Bharti Infratel Ltd on Wednesday yet again deferred a decision on merger with Indus Towers Ltd. The company extended the long stop gap date of the proposed merger to 31 August.
While the company received regulatory approvals for the deal earlier this year, it extended the long stop date to April, then to June and now to August. The extensions come alongside the Supreme Court’s ongoing deliberations on adjusted gross revenue (AGR) dues.
Last week, the apex court asked private telcos, Bharti Airtel Ltd and Vodafone Idea Ltd, the main tenants of Infratel and Indus Towers, to make a “reasonable” upfront payment of AGR dues so as to consider a 20 year repayment period for the balance amount.
Bharti Airtel Ltd has paid 41% of the total AGR dues demanded by the government. Comparatively Vodafone Idea Ltd’s payments amount to only 12% of its dues.
If Vodafone Idea has to make upfront payment similar to Airtel (as a percentage of total AGR dues), then it will have to shell out ₹16,990 crore, a near impossibility considering the company’s dire financial situation.
The company is seen to have the ability to pay smaller amounts, perhaps by monetising its assets. One such asset monetisation option is to sell its 11.15% stake in Indus Towers for cash, after the merger with Bharti Infratel.
At the time of the announcement of merger in April 2018, this stake was projected to fetch Vodafone Idea ₹6,500 crore. Based on Thursday’s market price and original share swap ratio, Vodafone Idea’s stake in Indus Towers can still fetch ₹4,700 crore.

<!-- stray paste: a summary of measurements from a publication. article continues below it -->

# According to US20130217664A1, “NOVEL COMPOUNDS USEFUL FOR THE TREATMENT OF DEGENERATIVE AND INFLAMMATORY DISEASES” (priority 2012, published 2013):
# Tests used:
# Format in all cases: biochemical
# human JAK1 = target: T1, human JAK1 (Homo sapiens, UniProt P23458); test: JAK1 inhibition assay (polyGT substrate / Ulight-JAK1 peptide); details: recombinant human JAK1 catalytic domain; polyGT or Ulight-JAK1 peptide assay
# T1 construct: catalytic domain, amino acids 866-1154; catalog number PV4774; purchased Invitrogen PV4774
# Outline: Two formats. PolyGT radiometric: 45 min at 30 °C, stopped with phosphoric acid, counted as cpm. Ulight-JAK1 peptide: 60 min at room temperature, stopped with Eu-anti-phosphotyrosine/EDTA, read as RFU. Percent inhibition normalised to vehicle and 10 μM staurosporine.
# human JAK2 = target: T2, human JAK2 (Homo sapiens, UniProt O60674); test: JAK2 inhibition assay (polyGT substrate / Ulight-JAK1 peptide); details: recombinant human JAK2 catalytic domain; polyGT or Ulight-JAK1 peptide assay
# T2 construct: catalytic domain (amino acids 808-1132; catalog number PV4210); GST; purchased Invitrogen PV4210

But the deferment of merger with Infratel now makes it difficult for Vodafone Idea to raise funds immediately.
As such, the prolonged delay in merger with Indus Towers comes as a dampener for investors. As pointed out in this column earlier, operating earnings of Indus Towers were hit soon after Vodafone-Idea merger and the tenancy exits thereafter. The Supreme Court’s decision on the 20-year AGR repayment schedule is crucial for the survival of Vodafone Idea, and it’s likely that Infratel is seeking this clarity before compelting the merger with Indus. “If Infratel itself is not sure about Vodafone Idea’s survival, how can investors muster strength to buy the stock,” says an analyst.
The uncertainty does not bode well for Bharti Infratel as well. It holds 42% stake in Indus Towers and a weak financial condition of a large customer (Vodafone Idea) crimps business prospects. “Viability of Bharti Infratel’s operating model depends on the number of players in the telecom industry. Duopoly in a market where one player (Reliance Jio) has its own infrastructure could make Infratel’s working model unviable,” said an analyst at another broking firm.